And I thought to myself, “Well, then I will handle it. Then I will decide in advance how I will answer questions, just as I do with every other question that I'm asked.” And it has happened. I've gone into the arena, like Brene Brown says, and I have had lawyers cross examine me about my courses.
And now I took it a step further with this course where I teach radiologists the patterns that I've seen in breast imaging, in reading mammograms in breast cancer expert witness cases. I decided I've seen too many of these patterns, there's like four of them and they're all the same.
And if people just knew these patterns, we could potentially improve people's confidence and reduce cases ever being filed for this. So there's a potential to do the greater good, but I have had to face those fears and demons myself, thinking, am I giving people the tools to undo me? But that's where the knowledge is. They can't undo me. They can't take me down. It's because I know that the good that I'm doing for the world is so much greater and the better impact for everybody, ultimately patients. It's worth a few tough questions.
Bonnie: Now I'm going to try to do a better – Well I shouldn’t say a better job. But I do try to share the good and the bad and the ugly, I guess is what I'm trying to say. I mean Match Day was just a week ago. And every match week every year – I kind of forget when it is, but I see all the posts on match day and I'm like, “Oh yeah, I didn't match till the third time.” And I share my story because I think match day a lot of people don't match.
And I actually heard that emergency medicine had a gazillion unfilled spots, but then someone said they also increased the spots significantly. But just seeing how match day unfolds or match week, I should say, unfolds every year has been interesting for me to watch. But especially as a dermatologist I think it's important for me to post that I didn't get in, because it's really common.
And I do think that's one of my strengths, is I didn't give up. Because people were like, well, why don't – Actually you know what they all said? I should become a radiologist is what they said. Because they’re like, it's high paying. I was like, well, first of all, I don't understand anatomy. That was not my forte. I was like, “No, that’s a no.”
But I just thought it was interesting how everyone kept saying do something else, do this, or become a hospitalist. And then at one point I was like, “Oh my God, at this point I'm going to be like 38 when I finish residency.” And then literally I was like, “Well, I'm going to be 38 anyway, I might as well be 38 practicing the specialty that I want and not some other field.” Because I think, honestly, they just didn't want to see me fail, I guess.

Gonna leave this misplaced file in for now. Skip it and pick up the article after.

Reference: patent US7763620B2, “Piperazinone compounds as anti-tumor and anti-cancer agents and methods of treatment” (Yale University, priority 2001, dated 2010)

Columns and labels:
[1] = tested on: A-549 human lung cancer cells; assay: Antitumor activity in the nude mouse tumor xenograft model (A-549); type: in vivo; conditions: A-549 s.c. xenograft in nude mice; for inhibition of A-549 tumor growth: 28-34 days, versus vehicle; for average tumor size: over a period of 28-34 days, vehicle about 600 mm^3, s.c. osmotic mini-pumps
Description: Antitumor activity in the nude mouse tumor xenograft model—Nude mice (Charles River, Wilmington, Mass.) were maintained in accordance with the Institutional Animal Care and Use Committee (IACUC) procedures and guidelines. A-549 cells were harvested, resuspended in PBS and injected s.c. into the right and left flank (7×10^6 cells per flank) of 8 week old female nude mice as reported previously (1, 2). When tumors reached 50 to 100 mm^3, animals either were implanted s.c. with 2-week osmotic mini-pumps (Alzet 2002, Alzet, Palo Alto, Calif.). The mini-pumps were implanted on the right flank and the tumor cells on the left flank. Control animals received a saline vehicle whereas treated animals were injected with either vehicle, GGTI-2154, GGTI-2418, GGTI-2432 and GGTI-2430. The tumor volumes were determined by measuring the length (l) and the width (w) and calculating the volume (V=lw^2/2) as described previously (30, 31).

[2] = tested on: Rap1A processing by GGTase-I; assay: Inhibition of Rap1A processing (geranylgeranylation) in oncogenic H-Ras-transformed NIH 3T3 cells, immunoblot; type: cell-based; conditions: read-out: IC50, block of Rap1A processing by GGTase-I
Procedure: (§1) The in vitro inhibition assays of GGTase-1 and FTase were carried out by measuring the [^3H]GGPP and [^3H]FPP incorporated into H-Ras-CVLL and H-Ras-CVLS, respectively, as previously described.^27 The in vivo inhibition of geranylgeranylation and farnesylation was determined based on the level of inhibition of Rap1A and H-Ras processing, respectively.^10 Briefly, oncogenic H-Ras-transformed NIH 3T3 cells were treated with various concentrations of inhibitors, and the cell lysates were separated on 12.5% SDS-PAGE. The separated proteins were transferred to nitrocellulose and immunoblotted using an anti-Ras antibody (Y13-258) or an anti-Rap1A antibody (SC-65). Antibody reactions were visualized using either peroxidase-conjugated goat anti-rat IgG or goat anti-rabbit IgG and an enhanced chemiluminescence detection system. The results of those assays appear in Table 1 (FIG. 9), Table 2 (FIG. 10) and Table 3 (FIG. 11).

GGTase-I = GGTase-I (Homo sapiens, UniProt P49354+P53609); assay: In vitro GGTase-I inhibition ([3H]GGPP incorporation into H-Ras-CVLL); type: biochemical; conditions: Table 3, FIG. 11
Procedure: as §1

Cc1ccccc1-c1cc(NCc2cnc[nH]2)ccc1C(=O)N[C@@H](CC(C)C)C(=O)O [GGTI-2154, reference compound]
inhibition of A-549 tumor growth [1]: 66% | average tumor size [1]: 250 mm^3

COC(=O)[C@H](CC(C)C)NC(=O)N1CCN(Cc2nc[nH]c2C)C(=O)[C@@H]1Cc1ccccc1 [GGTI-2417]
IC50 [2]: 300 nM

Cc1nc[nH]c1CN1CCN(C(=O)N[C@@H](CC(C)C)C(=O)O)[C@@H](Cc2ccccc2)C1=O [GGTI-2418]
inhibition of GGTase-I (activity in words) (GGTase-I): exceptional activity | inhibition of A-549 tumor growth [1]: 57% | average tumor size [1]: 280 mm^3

Or even Sunny, my first coach, as you know her too. I think she told me it was extremely rare for someone to apply three times for a specialty, for derm, especially. She says people usually just give up after the first time, usually.
Gretchen: That's what we're told. We're told, well, if it didn't work, then just try something else. But the secret to success is not quitting. Sometimes it's just keeping going even though it seems like you're not getting anywhere.
And the analogy James Clear makes in his book, Atomic Habits, is that you're heating the room and the temperature is going up by one degree. But you're starting at zero, you have an ice cube on the table and you're looking at the ice cube and you're saying, well the temperature of the room is rising, but the ice cube is not melting. Look at it, it's just sitting there. It's not melting.
Okay, now we're at 16. Now we're at 17 degrees. And you're like it's not working, it's clearly not working. But what you're doing is you're depositing energy into that room. Literal caloric energy, increasing the temperature of the room until you get to 32 degrees.
And then at 32, that is the temperature at which the ice will begin to melt. But you didn't feel that there was progress leading up to then. But really, you're putting in place those habits and those systems and a mindset that means you are a person who keeps going until you get those results.
Bonnie: I love that ice cube analogy, yeah. I mean it was devastating every time I didn't get in. I racked up a lot of credit cards buying expensive shoes, like retail therapy. Yeah, actually, the first time I didn't match – No, the second time because the first time I was still in med school so I didn't have any income.
But the second time I was an intern. The red bottom shoes, two pairs of Christian Louboutin, which I still have but they don't fit my feet anymore because after you have a baby your feet change. At least my feet did.
Gretchen: Oh yeah.
Bonnie: Okay, anything else you want to say about either expert witness work or kind of tying back to what we were talking about how your mind opens up? Yeah, just like any advice you have for physicians listening who, I guess are just looking for either it's something or more something else, but there's something we're like – I think you know what I'm saying.
Gretchen: Yes. And I think this is something that we talked about your retreat in Hawaii and other things that you've taught. One of the most valuable ways to think about this is what happens if you don't do it? What are the actions that you might be taking or not taking in going a different direction?